The week after Easter I met with some of my work colleagues to record a video for children who are preparing for the sacraments. As we wished each other a happy Easter, I mentioned this Easter had been different.
Normally I feel like I am part of the story. From welcoming Jesus in Jerusalem, to sitting with him around the table, seeing him in agony in the garden, to the cross, into the tomb and finally the resurrection. Somehow I did not make it beyond the tomb. To my astonishment the priest shared his own struggles. We just did not “feel it”. Trying to make sense of it, we left on a light note by saying “Pentecost better be good”.
A few weeks later Pentecost happened and – nothing. The churches reopened and I am one of those, who has not returned yet. Please do not judge me on this. My struggles are real and I am typing this with a pain in my chest. Sundays used to be sacred in our house. No questions asked, it is Sunday and on Sundays we go to the Church.
My oldest daughter pointed that out to me: “Mum today is Sunday – did you get tickets? Will we go to Mass?”
I did not want to admit that I did not even bother getting tickets, I asked her what she would like to do – she was delighted to be asked and was happy to give it a miss. It was convenient anyway because, as another excuse, my son started GAA on Sundays.
All I have are excuses to not go. I have been praying about this and have definitely been arguing with God. I am still a good person, I am still praying, I am still doing my best to see Jesus in the other person. I am still helpful.
The pandemic has changed everyone and everything. Including me. Mass used to give me the opportunities to acknowledge shortcomings during the past week, to hear more about Jesus and what is scripture “telling me”, praying for my brothers and sisters in need, breaking the bread to do this in memory of him and finally – as you leave the church, “Go in peace, glorifying the Lord by your life”.
I have been struggling with comments made by people who reduce Mass to the body of Christ. Personally I think the pandemic has shown how many of us struggle to understand the Eucharist. Many shepherds missed an opportunity to evangelise, to catechise. Personally, I found the spiritual communion prayer very unhelpful. It raised more questions than gave me comfort. At the beginning of the pandemic I tried to ‘shop’ around to find a Mass that was engaging and uplifting, after a few weeks I just gave up. Another confession I have to make is that I never stayed beyond the prayers of the faithful. Spiritual communion – I just could not connect with it. I did not feel it.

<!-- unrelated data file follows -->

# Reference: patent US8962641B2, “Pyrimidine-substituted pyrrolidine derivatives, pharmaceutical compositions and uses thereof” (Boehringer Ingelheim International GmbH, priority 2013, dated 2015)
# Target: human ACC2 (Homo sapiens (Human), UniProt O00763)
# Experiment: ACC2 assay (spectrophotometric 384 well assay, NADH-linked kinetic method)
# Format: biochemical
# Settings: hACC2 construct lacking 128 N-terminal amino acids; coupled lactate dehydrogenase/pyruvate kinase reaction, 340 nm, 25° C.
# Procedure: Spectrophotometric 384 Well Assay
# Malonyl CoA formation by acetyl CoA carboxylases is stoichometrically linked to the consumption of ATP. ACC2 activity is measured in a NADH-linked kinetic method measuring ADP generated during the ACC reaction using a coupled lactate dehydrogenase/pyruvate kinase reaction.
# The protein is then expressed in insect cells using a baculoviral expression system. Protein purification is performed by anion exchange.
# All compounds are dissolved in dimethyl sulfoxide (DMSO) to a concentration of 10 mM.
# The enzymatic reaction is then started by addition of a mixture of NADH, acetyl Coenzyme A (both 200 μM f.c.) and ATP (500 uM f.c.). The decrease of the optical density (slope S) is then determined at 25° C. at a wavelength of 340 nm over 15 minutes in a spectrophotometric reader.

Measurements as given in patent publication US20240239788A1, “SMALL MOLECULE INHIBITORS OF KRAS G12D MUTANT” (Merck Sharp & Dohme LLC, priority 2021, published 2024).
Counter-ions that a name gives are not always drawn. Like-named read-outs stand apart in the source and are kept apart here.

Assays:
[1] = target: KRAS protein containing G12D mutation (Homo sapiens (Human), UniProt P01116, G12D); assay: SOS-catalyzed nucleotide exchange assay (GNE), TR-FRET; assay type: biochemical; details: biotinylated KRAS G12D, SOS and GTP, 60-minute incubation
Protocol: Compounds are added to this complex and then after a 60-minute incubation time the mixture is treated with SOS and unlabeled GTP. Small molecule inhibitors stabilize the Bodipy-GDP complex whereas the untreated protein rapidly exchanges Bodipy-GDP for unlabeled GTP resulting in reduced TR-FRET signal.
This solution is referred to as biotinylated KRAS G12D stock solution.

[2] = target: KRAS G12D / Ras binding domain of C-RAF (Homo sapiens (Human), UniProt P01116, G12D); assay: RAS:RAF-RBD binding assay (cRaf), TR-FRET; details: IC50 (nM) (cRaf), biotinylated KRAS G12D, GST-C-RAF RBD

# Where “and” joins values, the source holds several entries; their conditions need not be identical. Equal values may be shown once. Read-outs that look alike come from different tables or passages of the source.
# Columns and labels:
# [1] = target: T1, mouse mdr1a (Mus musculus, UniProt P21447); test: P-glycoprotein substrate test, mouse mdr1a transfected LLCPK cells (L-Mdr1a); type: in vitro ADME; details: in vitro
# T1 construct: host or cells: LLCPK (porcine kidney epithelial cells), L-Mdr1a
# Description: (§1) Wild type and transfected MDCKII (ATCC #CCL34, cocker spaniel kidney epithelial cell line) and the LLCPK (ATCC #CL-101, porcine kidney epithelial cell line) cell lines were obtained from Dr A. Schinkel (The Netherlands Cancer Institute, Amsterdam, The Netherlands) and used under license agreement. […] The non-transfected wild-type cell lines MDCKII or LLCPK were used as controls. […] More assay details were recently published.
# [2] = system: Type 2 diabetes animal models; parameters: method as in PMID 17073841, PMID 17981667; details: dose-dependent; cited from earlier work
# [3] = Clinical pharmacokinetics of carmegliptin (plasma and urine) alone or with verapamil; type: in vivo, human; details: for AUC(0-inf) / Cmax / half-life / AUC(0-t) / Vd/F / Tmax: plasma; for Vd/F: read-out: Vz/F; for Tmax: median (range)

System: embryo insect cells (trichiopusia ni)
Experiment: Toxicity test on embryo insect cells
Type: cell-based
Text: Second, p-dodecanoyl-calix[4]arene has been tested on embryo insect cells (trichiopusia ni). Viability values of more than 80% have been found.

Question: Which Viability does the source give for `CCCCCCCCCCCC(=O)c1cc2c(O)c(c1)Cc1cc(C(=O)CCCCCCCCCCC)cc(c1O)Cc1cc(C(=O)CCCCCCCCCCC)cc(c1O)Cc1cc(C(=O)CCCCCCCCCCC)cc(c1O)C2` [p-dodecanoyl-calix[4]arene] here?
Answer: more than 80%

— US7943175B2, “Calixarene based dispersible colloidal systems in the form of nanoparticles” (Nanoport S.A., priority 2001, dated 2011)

But where does that leave me? I know deep down I want to go back. I know it is important, but somehow I can’t seem to get going.
Twenty years ago in college, over and over we (pastoral people) were told to go where the people are at. Go where they are not where you (the parish team) want them to be. Next Sunday, I probably will be at the GAA pitch with many other parents or at the playground in the park. During the week many parents park at the church ground – have you ever said hello? If the Church is interested in the younger generation they have to go to these places – where they are and indeed I am! Building relationship, creating points of contacts. In the meantime, I trust that God will help me to roll away my stone. I trust that the Holy Spirit will set me on fire again, till then, I turn to Scripture: “Be strong and bold; have no fear or dread of them, because it is the Lord your God who goes before you. He will be with you; he will not fail you or forsake you.” (Deuteronomy 31:6)